Support for parents of babies with eczema
While there isn’t one-size-fits-all treatment for early onset atopic dermatitis, one of the most common types of eczema in young children, there are a lot of online resources to help parents navigate this chronic condition. Where the medical community appears to have a gap and where niche, eczema-specific communities and support groups have stepped in is to address the other side of the coin—managing parental stress, anxiety and depression associated with managing a chronic condition such as baby eczema.
Infant eczema, at a glance
A quick summary: According to the American Academy of Dermatology, it is estimated that up to 25 percent of children in the United States are affected by atopic dermatitis. The severity of your eczema in children varies from child to child, but generally manifests itself in a rash, blisters, dry skin, weeping skin, crusting and itchiness. This condition is tied closely to having an overreactive immune system, as well as a number of factors like allergies, genetic markers, environmental factors and gut health. The symptoms usually start somewhere between 2 and 4 months of age and can continue well into adulthood. However, statistically speaking the majority of cases clear by age 4.
The reality of parenting a child who has early onset atopic dermatitis
Parents with children who suffer from early onset eczema face unique challenges in their daily life as they navigate their child’s eczema triggers, hone in on an appropriate skin management routine, and adjust their lifestyle to accommodate this chronic condition.
Depending on the severity of the condition and the extent to which a family is able to find a treatment course that can keep the skin from experiencing consistent flare-ups, a parent might:
- Experience consistent and prolonged periods of sleep disturbances due to baby’s itching
- Need to re-home a beloved family pet due to an allergy
- Experience financial difficulties due to medical bills and expenses for treatment necessities
- Experience anxiety, depression and feeling overwhelmed
- Experience extreme amounts of stress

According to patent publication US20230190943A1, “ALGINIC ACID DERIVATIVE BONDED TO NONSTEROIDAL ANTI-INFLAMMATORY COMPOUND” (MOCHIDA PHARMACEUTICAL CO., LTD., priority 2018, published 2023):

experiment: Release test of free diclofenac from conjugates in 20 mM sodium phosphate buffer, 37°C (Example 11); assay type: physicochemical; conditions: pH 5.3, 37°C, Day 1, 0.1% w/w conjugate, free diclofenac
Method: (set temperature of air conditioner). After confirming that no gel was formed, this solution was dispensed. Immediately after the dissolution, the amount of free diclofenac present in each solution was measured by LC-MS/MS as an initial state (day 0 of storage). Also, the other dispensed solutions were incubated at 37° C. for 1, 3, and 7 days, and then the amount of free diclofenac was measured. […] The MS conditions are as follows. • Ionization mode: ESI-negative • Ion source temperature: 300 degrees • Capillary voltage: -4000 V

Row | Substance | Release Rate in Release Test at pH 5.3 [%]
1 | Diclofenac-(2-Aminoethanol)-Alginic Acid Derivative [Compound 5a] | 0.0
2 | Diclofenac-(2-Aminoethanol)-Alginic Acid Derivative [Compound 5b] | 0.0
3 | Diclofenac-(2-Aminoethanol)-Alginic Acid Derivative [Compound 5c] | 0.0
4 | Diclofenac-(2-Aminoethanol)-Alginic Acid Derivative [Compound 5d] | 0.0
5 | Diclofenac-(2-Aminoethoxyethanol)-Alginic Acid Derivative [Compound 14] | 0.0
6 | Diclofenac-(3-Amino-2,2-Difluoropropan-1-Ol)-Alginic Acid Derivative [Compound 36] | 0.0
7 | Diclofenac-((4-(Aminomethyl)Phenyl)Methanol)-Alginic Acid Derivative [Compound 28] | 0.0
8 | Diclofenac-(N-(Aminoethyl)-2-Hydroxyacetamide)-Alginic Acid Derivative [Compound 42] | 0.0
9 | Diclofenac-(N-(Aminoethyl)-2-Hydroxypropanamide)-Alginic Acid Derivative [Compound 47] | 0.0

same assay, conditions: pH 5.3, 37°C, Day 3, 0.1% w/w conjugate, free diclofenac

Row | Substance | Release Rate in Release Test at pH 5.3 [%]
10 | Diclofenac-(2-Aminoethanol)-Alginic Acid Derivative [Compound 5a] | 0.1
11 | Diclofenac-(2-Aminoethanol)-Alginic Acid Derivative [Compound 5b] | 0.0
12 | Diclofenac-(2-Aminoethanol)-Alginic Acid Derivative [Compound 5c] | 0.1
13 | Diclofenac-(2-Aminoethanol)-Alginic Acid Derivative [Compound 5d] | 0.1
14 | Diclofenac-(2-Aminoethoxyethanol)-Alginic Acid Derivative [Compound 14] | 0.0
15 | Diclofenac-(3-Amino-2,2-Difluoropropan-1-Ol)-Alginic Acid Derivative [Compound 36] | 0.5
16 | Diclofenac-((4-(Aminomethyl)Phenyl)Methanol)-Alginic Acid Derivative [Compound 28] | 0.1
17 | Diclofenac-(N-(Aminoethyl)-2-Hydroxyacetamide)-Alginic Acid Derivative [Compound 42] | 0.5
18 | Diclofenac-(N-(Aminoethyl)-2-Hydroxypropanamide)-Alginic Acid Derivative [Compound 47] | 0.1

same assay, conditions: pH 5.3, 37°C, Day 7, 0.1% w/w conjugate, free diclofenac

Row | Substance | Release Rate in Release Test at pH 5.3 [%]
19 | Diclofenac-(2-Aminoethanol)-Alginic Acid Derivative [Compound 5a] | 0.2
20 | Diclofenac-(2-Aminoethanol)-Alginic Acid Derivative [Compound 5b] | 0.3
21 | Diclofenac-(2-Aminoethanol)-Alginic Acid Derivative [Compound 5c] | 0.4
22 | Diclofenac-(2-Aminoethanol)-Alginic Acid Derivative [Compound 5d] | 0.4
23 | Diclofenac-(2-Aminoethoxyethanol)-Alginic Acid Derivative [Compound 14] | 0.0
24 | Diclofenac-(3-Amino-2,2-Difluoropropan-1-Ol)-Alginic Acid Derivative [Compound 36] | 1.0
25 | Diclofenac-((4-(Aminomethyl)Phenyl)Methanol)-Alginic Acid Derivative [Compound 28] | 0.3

- Need to learn how to navigate life-saving medications like epinephrine for severe allergies
- Need to learn how to bandage and dress wounds
- Need to adjust lifestyle to accommodate baby’s eczema triggers
This is not an exhaustive list—the challenges a parent might face when their child is diagnosed with atopic dermatitis are unique to the family. These challenges are combined with those that parents of skin-typical babies face as their children grow out of infancy and into becoming a toddler.
What is often overlooked is that the parent is undergoing overwhelming amounts of stress on a consistent basis over a long period of time and the effects of this stress are cumulative, significant and largely ignored.
A recent study published in Archives of Disease in Childhood concluded that “moderate to severe childhood eczema should be regarded as a significant illness in which maternal stress is equivalent to that associated with the care of children with severe developmental and physical problems.”
Support for baby eczema parents
In the absence of large scale programs or government-sponsored resources, what can parents of children with eczema do to find much needed support and relief?
- If you are the parent or caregiver, start by finding a parent support group. Dive into your social media network of choice and do a quick search. You’ll find countless parents posting about their experience through photos, advice, or encouragement. Consider posting about your experience if you’re comfortable with it. Remember that your eczema story might help someone else and it might find them at just the right time.
- Consult with a healthcare professional. Confide in your pediatrician, a primary care provider, or a mental health licensed professional. Identify areas where you can and should recruit some support and do so.
- If and when you feel more comfortable with being open about your baby’s condition, recruit friends and family to help. Map out a treatment plan and itemize all of the medications, doctor’s visits and supplies you’ll need. Then ask for help. Beating eczema takes an extraordinary amount of effort and financial resources and no single human (or a couple) should have to bear the burden alone–especially not when there are loved one’s a phone call away. Remember, every little bit helps so don’t be ashamed to ask.
- Finally, if you are one of two parents and you are feeling overwhelmed—delegate. Parents of eczema babies have extensive to-do lists that go above and beyond those of parents with non-eczema children. Skin management protocols, dietary supplement administration, cooking (or ordering) with ingredient restrictions while meeting nutritional requirements, treatment and product research, and the list goes on. You don’t need to do it all yourself and by delegating to your partner you not only remove items from your mental to-do list (which is cumbersome and adds to your stress), but you enlist them to be an active participant in the process, thereby making sure you’re not alone in it.
The road to full recovery is long and very bumpy. There will be set backs and moments of celebration, and it’s important to remember that it’s a marathon and not a sprint. Take care of yourself so you can continue taking great care of your baby.
Tiny Leopards is a children's pajama and apparel company catering to babies with eczema and sensitive skin. We design our products with the utmost care, knowing firsthand that parents of eczema children rely on quality products to keep their kiddos safe. Our heartfelt mission is to continue bringing this community together and empowering it with products and resources to help endure the eczema journey.